UPDATE: Courtesy of Dirk Hohndel, VP and Chief Open Source Officer, and Andrew Hancock, Managing Director and Technical Architect at Cyrus Computer Consultants Ltd, we have the low-down on Synology.
Ever wonder if ESXi-Arm can be installed to an iSCSI LUN? Wonder no more! This short guide will show you how to do this with the Raspberry Pi 4B, although it also applies to any supported Arm system with firmware based on TianoCore.
For the Pi, this is a way to build a Pi cluster with ESXi, without relying on USB sticks and to achieve better I/O performance, as the NIC is gigabit, while the Pi’s USB implementation will max out with ESXi-Arm at around 200 megabit.
Sorting out your LUNs
Everyone’s SAN is a bit different.
I’ll show you how I configured my QNAP. It’s not proscriptive, I’m just describing what worked for me.
Note: QNAP’s LUNs start at 0.
The most important item here is the IQN. I also don’t bother with authentication. Perhaps it works great, but in my home environment, it’s just one less thing to worry about.
I do set a few advanced settings and these appear to be okay.
Synology tells you what number to use for your created volumes. If you have multiple LUNs in the same target, you need to match the value in Number column.
Note: Synology LUNs start at 1.
FreeNAS, etc, configuration will be different. You may have different or additional settings. Experiment, especially if you start seeing “strange” behavior, such as the target not visible in UEFI, or having “read-only” access in ESXi, such as the installer failing to format the LUN. Have a ready recipe for your SAN? Let us know in a comment and we’d love to reference your blog post or comment!
This is the most interesting part, and fairly unintuitive. Now some environments may support automatic detection of iSCSI configuration via DHCP, but I’ll be showing how to manually add the LUNs as boot options. TianoCore edk2 UEFI of course. For any “official” server OEM firmware follow the vendor instructions, as usually the firmware interface is radically different.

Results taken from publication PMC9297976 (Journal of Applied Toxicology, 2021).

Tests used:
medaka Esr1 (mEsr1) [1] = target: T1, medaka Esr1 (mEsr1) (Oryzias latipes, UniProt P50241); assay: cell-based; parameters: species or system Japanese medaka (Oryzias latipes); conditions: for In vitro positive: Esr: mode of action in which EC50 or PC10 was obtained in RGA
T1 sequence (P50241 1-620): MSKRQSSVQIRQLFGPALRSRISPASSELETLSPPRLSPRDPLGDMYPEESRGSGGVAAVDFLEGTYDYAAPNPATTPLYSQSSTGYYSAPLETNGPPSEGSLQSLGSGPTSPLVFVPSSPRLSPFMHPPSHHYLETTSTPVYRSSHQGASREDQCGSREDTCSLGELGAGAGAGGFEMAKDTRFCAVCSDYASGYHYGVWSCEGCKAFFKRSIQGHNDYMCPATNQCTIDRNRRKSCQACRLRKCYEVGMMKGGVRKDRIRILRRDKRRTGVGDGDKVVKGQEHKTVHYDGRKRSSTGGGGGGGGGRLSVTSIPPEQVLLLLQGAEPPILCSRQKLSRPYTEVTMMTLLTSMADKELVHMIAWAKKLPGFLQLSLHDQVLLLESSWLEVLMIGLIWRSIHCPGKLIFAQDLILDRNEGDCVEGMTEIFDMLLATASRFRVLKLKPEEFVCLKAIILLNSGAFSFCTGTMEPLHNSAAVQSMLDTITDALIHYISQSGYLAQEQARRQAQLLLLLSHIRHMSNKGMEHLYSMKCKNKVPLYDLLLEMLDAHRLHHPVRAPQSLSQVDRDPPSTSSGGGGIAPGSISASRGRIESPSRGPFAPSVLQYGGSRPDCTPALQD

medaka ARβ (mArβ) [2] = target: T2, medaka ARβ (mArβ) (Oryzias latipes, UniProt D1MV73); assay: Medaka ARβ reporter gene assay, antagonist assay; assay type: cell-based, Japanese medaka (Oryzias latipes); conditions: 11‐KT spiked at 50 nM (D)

Of course you’ll start at the main UEFI setup page. On the Pi, you can reach this screen by mashing the ESC key. Use arrow keys to select Device Manager.
Press ENTER. Now select iSCSI Configuration.
Press ENTER. Now select the iSCSI Initiator Name field. Press ENTER. A text entry box will pop up. Enter something here that matches IQN format. Press ENTER.
Now select Add an Attempt and press ENTER.
Select the NIC that you will use for the iSCSI boot attempt. On the Pi, there’s only one on-board NIC, so just press ENTER.
Now, navigate to the iSCSI Mode field, press ENTER, and select Enabled, pressing ENTER to complete selection. Now in my setup, I am using IPv4. Navigate to Enable DHCP and press SPACEBAR to enable.
This is the most important info: enter the IQN correctly under Target Name. If you mistype it here, don’t correct it as it won’t “stick”. Exit out and try re-entering the entire form (I think it’s a TianoCore bug). You also need the server connection info and the LUN ID.
I disable CHAP as that’s how I configured my QNAP.
Now navigate to Save Changes.
Press ENTER. You should see your added iSCSI boot attempt listed.
Exit out (ESC) all the way to the main setup screen and select Reset.
Press ENTER. Your Pi will reboot. Hit ESC to enter UEFI setup again. It will take a bit of time. Select Boot Manager.
Press ENTER. You should see the iSCSI target listed here.
Of course now you can boot the ESXi installer (which in my case is the USB drive).
This is fairly normal. You should see your iSCSI LUN under Remote devices. Any errors during installation at this point are highly likely iSCSI target misconfiguration on the SAN, so heed VMware best practices!
Note: Yeah, my LUN is ridiculously small as I use NFSv3 for my VM storage. But you could be using another iSCSI LUN for that, sharing it with all hosts in the cluster.
Like with any other installation on the Pi, you will need to change the boot order to make sure your LUN is the first in the list.
Navigate to Boot Maintenance Manager from the main UEFI setup screen.
Press ENTER. Select Boot Options.
Press ENTER. Select Change Boot Order.
Press ENTER. Select Change the order.
Press ENTER. Now select your iSCSI LUN entry and use the + key to move it up the list.
Press ENTER. Select Commit Changes and Exit.
What could go wrong?
If there are networking connectivity issues the iSCSI boot option will not be listed in the Boot Manager. This includes obvious stuff (NIC cable fell out, SAN is off) but also invalid IQN configuration.
Note that the attempt is still listed in the iSCSI Configuration portion of UEFI setup!
Important: if you made any errors in the config, delete and re-create the attempt. There’s a UEFI bug where the attempt configuration won’t be updated.
As soon as the problem is fixed (i.e. NIC cable is back), the boot option will re-appear, even at the same spot/ordering as it was before.
Hope that helps folks out!
P.S.: if you have any field reports of other SANs (no matter how big or small), we’d love to cover them. It seems like some folks are struggling with Synology ones, so if you have things working, let us know via a comment 👍.